their funds would replenish them.
Over the years I have read thousands of prospectuses
and other documents that are given to investors when the
purchase any new security. Among other things, the documents disclose specific
risks that may adversely affect the investors’ returns. I have seen those “risk factors” go on for
pages and pages.
Still there is one “risk factor” disclosed in the original Tether white paper that I cannot recall ever having seen before. Management at Tether Ltd. deemed it necessary to disclose to the initial buyers of Tether stable coins that: “We could abscond with the reserve assets.” Perhaps they were already thinking about it.
I have written about investment scams before, and as I said, I really do not think crypto is worth writing about. What makes Tether interesting is the potential magnitude of the loss.
The NYAG says that as much as $850 million may be missing from the reserve account. After that money was allegedly already gone, the company may have raised another $1 billion with the LEOs. It is more than possible that a year from now the crypto industry will be staring at a $2 billion loss because the management of Tether just absconded with all of it.
I actually wonder if the crypto zealots will consider that to be a “significant” loss.
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Someone in the crowdfunding industry should put that sentence on a coffee mug and send me one.
I have been writing about and working in investment crowdfunding for more than 3 years. I find it interesting to watch this fledgling industry mature. It is certainly attracting more and more new money every year and is past the point where it can be ignored by any company in search of investors.
I have looked at a great many
offerings on a great many crowdfunding platforms. I read a lot to keep abreast of new offerings
and industry developments. I take the time for conversations with platform
owners and their lawyers and several of the better investment crowdfunding
I also speak with a lot of companies who are considering investment crowdfunding to raise capital. Any company that would raise capital in this new DIY crowdfunding marketplace wants to know if it spends the money to list its offering on a crowdfunding platform will enough investors show up and invest? From the company’s perspective, little else really matters.
The JOBS Act was intended to be a
different approach for corporate finance using the internet instead of a
stockbroker to reach potential investors. The internet allows companies to
reach a lot of prospective investors, very cheaply. Success or failure in
investment crowdfunding is more about what you have to say to those potential
investors than anything else.
Selling securities issued by your
company to investors is not the same as selling your product or service to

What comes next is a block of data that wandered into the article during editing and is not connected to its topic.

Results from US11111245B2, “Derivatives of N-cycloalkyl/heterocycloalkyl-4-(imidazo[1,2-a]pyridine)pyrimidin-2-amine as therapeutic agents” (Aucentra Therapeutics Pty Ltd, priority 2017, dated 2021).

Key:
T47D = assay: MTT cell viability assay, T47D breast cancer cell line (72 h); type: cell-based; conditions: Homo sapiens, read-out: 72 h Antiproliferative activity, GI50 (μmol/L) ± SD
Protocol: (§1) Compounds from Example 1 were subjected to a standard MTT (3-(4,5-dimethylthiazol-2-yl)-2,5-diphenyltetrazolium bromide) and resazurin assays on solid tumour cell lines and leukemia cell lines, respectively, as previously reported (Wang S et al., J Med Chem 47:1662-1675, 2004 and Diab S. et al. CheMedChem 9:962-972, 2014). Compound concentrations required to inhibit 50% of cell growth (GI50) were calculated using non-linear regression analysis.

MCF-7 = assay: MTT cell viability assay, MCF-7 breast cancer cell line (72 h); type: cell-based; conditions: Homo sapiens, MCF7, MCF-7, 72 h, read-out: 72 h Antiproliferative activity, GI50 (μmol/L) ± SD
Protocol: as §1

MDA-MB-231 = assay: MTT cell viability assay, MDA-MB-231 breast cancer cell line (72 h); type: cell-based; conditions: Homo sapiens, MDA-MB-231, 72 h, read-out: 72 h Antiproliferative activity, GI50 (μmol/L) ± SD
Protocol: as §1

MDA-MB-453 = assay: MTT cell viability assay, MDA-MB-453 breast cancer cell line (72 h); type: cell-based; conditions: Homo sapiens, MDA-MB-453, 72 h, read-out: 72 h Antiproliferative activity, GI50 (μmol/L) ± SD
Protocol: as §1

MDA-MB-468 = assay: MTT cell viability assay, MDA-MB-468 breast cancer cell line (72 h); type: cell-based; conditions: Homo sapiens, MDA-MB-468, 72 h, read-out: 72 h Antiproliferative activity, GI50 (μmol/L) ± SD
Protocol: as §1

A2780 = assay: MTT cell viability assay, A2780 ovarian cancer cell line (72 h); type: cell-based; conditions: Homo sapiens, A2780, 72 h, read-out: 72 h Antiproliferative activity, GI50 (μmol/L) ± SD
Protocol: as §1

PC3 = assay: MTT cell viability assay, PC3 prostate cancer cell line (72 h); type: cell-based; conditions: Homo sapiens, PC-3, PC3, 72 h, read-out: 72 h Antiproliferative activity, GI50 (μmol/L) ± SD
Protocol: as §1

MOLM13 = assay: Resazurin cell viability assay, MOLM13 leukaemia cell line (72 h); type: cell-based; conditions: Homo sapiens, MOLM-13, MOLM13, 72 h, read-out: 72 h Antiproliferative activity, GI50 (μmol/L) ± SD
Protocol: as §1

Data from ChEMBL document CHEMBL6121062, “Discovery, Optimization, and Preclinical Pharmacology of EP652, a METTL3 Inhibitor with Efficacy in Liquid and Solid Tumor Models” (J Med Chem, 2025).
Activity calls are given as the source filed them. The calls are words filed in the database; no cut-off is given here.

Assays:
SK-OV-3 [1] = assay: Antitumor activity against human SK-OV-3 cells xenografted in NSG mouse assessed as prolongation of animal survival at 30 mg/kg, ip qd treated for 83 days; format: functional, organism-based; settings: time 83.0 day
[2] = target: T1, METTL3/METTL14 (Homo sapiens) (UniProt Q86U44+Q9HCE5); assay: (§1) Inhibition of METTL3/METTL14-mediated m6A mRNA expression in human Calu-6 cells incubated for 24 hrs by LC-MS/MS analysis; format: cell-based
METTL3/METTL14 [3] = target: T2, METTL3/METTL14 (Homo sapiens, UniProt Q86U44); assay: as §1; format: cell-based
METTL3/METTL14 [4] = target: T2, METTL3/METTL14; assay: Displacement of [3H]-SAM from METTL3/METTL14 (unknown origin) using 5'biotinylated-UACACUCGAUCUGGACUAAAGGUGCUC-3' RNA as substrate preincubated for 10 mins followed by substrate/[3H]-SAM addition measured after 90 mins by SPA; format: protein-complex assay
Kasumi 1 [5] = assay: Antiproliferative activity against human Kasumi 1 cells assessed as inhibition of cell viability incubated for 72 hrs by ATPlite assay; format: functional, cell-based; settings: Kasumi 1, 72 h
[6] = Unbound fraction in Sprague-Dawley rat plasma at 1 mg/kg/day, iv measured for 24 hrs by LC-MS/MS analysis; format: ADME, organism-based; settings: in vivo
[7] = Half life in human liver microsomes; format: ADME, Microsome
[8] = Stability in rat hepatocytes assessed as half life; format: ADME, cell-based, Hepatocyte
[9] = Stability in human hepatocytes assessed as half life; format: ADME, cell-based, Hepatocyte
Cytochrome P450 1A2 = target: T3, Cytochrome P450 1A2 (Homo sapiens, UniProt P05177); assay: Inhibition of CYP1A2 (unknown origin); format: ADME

potential customers. Investors will have different expectations and will respond
to different things.
People who sell securities for a
living will tell you that any new issue of a stock or bond needs two things:
good numbers and a good story. Investors want a return on their
So the best stories are always about how much money the investors will make and what the company will do to provide that return.
There are two distinct branches of investment crowdfunding. First, there are the private placements sold under Reg. D to institutions and other larger, accredited investors. This marketplace is healthy and growing rapidly. Professional money-raisers have caught on that they can use investment crowdfunding, tosubstantially reduce the cost of capital and use that saving to enhance investor returns.
Reg. D offerings have been sold through stockbrokerage firms since the 1980s. Most are sold to institutional investors. Some are sold to individual, accredited investors. Minimum investments of $50-$100K or more per retail investor are common.
Many of the retail Reg. D offerings
will fund some type of real estate (construction or purchase), energy (oil, gas
and alternative energy) or entertainment (films, music and
games) project. There are professional sponsors; people who package and
syndicate these projects, often being paid to manage the business on behalf of
the investors after the funding.
The costs of selling a Reg. D
offering through a stockbrokerage firm, including commissions, run 12%-15% of
the funds raised. That would be up to $1.5 million for each $10 million raised..
Most Reg. D offerings sold through brokerage firms just raise an additional
$1.5 million and dilute the investors’ return.
Using investment crowdfunding a company can raise that same $10 million
and not spend more than $100,000 in legal and marketing costs and frequently a
The Reg. D crowdfunding platforms compete with stock brokerage firms for projects to fund and for investors to fund them. The same institutions and accredited investors who have been purchasing Reg. D offerings from their stockbrokerage firm for years are catching on to the fact that they can get good offerings and better yields without the need to pay the very high commission.
The other branch of investment crowdfunding is the Reg. CF or regulation crowdfunding. This allows offerings which can help a company raise up to $1 million from smaller, less experienced investors. Reg. CF allows smaller businesses to sell small amounts of debt or equity to small investors.
The Reg. CF market was the SEC’s gift to Main treet American small businesses. There are always a great many small companies that could benefit from a capital infusion of a lot less than $1 million, the Reg. CF upper limit.
To put down a layer of investor protection the SEC required that these portals that are dealing with small investors become members of FINRA. FINRA dutifully set up a crowdfunding portal registration system and has audit and enforcement mechanisms in place.